The Workout: Open Minds, Tired Shoulders, Weights On A Bike?!
Sometimes you need a little push to try something new.
Like many people, I find myself getting stuck in my ways as I get older. Although I know I should try new things, I am always looking for excuses not to do so. Often, I need more than a slight push in the right direction.
For example, I teach at Spynergy, a local indoor cycling studio which recently began offering a cycling and weight-lifting combo class. While some greeted the new class with enthusiasm, I was scornful. I knew that I needed to work on increasing my upper body strength, but weight lifting just wasn't appealing. What's more, as an outdoor cyclist, I felt lifting weights while pedaling was a big no-no. "It's not appropriate," I scoffed. "Would you ever do bicep curls while riding outside? I don't think so."
Then, I found myself being called upon to teach the class for an instructor who needed a sub and was in a jam. Before I agreed to help her out, I tried the class as a participant. I sat on the bike, skeptical, and began following the instructor's cues. We started off normally enough, but then sat upright, still pedaling, and began doing some shoulder work with light weights. After a minute, my shoulders were tired. Then I started to feel them burning. I looked around at the rest of the class. Was anyone else dying? I saw a few people take breaks; at least I wan't alone. Just as tears were starting to form in the corner of my eyes, our shoulder segment was over and I gladly put my weights down. The respite was brief. We soon did another weight-lifting segment, this time focusing on biceps and triceps. We continued on, alternating periods of just cycling interspersed with segments of light weightlifting while pedaling. By the end, I was sweating. I was tired. I was concerned my arm might be too fatigued to lift my water bottle. It was, I conceded, a great workout and just what I needed to tone my weak upper body.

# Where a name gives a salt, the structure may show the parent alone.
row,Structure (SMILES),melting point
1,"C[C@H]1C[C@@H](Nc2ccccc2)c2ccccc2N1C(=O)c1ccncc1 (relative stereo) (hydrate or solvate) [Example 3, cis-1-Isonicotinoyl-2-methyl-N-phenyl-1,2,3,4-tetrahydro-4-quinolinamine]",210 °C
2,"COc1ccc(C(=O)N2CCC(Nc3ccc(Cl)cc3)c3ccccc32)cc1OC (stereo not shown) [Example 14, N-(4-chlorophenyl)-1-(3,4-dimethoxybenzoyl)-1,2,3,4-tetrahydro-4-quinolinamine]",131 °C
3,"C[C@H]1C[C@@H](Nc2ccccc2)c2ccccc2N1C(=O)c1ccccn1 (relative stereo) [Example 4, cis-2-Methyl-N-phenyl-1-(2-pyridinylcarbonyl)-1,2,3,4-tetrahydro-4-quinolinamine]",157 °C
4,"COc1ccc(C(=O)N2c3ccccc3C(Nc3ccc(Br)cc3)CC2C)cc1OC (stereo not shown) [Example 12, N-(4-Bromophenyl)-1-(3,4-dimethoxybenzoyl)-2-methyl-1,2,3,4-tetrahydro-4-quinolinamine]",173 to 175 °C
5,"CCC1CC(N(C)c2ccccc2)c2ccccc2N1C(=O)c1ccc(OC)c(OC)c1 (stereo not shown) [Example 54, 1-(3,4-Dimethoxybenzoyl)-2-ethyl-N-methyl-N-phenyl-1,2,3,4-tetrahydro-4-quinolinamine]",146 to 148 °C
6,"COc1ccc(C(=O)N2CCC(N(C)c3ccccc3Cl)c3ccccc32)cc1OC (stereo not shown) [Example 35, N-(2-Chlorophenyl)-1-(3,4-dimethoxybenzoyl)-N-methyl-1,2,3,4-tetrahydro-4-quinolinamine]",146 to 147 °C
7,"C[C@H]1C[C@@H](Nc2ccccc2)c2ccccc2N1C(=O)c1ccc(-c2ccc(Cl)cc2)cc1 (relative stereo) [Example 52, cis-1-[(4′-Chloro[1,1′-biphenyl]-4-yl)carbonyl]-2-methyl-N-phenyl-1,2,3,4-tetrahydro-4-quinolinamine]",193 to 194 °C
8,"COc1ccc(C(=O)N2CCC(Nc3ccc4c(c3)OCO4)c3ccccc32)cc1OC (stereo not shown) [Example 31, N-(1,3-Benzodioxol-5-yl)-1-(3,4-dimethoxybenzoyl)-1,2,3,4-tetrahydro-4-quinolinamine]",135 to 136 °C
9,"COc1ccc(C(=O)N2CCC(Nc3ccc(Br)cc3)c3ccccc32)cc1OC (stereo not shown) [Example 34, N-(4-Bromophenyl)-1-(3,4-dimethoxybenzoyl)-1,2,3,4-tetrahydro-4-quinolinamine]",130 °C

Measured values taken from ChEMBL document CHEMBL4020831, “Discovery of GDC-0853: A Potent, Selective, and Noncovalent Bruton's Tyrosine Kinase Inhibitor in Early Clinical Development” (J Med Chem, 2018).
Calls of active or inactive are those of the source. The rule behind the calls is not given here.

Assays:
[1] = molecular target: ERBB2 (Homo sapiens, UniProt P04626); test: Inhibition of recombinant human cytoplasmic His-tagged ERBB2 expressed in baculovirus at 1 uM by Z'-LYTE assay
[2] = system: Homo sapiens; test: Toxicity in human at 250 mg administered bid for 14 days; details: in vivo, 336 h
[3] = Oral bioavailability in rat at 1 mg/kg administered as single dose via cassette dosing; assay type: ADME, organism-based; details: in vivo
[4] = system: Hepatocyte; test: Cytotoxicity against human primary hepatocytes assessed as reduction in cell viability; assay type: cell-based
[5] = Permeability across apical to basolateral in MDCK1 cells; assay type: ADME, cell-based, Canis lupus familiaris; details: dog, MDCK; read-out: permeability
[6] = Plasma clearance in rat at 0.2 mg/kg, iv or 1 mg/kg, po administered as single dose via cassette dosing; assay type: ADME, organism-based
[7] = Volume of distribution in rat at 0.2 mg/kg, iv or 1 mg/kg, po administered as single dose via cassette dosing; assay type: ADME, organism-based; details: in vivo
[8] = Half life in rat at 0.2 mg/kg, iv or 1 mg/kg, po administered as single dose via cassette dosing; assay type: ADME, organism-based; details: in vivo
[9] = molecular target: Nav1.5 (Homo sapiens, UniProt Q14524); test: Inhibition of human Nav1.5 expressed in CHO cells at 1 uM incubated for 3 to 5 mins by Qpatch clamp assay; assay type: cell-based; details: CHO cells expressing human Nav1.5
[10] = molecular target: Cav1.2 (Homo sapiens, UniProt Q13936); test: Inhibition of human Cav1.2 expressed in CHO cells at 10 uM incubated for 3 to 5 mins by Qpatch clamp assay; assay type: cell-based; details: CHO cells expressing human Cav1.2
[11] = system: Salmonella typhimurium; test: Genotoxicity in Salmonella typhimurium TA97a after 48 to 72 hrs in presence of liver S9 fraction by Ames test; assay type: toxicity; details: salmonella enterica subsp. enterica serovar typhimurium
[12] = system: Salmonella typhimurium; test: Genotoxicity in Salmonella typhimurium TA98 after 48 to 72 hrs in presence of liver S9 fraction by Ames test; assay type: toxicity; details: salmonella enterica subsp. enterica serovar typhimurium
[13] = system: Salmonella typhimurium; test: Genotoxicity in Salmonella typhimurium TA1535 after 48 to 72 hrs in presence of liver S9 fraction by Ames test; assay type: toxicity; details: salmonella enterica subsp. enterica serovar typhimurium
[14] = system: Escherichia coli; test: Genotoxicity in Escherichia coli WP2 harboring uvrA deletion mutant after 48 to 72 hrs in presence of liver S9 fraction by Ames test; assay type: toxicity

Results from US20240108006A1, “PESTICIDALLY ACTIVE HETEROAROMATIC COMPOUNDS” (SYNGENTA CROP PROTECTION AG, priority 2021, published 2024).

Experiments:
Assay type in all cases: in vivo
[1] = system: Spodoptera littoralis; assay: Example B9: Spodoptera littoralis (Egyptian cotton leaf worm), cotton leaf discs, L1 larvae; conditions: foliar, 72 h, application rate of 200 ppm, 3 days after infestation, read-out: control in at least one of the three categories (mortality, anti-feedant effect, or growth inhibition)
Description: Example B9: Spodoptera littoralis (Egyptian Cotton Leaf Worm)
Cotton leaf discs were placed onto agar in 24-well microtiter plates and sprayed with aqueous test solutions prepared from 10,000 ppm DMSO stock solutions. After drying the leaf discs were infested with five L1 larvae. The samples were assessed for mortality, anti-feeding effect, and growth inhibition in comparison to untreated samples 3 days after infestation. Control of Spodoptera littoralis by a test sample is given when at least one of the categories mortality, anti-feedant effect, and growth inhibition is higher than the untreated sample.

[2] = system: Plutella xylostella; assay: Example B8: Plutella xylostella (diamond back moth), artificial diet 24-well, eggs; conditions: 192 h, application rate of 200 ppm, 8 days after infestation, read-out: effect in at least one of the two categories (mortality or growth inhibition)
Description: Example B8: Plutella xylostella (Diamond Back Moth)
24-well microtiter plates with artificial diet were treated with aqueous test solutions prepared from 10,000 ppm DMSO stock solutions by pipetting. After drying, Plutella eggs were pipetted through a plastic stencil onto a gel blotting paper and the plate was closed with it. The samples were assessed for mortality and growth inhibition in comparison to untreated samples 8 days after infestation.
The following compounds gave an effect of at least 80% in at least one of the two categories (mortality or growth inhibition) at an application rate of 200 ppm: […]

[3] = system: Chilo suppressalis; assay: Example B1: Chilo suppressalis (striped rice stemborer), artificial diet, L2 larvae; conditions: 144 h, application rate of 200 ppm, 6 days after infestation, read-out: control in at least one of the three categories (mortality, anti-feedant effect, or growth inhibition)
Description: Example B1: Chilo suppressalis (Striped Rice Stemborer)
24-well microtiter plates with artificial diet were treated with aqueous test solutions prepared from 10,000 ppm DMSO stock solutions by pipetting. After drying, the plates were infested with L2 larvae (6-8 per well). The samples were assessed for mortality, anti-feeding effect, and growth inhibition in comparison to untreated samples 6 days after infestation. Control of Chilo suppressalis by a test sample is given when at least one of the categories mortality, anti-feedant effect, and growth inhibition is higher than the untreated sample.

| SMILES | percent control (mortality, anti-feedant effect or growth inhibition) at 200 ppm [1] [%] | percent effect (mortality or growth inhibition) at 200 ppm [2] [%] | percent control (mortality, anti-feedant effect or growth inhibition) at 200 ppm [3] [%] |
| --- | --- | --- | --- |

True, lifting weights while pedaling is something you would never do on a road bike. However, Spynergy co-owner Jennifer Solberg notes, "Spinning is different from riding outside. We get a lot of outdoor riders who come because they want to stay in shape over the winter, and they love it because it's an efficient workout, done in an hour."
Efficient it is, especially my new favorite -- the cycling and strength combo class. Granted, I didn't even want to try it at first but now I'm a convert. Not only did I gladly agree to sub the class anytime, I plan to add it to my regular schedule. I know not every new activity will work out so well, but sometimes what we are least excited to try is, in fact, what we need the most.
Editor's note: Sue Gelber is a spinning instructor at Spynergy and she also contributes to the studio's blog.